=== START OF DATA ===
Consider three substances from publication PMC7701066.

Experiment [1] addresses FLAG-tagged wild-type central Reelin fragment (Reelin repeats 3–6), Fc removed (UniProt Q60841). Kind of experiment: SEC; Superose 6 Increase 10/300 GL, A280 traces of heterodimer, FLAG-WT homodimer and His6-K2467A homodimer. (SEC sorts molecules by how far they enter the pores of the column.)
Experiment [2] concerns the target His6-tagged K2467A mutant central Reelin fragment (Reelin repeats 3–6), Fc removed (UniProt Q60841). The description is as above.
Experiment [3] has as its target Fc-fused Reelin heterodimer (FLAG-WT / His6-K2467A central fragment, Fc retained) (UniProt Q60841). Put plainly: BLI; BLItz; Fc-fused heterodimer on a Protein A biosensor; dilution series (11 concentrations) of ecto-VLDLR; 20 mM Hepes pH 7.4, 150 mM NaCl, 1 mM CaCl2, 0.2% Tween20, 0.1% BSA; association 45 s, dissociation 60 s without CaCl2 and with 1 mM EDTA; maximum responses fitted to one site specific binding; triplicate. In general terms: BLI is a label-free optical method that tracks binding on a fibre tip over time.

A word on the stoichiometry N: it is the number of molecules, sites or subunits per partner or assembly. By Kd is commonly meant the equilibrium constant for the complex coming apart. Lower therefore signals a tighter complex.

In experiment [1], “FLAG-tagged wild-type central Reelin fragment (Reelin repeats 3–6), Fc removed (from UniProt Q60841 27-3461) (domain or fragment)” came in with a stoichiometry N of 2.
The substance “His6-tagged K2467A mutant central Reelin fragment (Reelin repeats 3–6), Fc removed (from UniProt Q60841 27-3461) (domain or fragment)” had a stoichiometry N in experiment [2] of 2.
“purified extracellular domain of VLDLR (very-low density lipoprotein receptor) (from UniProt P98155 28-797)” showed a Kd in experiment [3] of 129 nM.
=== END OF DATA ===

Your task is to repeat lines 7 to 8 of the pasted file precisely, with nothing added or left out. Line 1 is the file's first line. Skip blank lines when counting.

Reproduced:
The substance “His6-tagged K2467A mutant central Reelin fragment (Reelin repeats 3–6), Fc removed (from UniProt Q60841 27-3461) (domain or fragment)” had a stoichiometry N in experiment [2] of 2.
“purified extracellular domain of VLDLR (very-low density lipoprotein receptor) (from UniProt P98155 28-797)” showed a Kd in experiment [3] of 129 nM.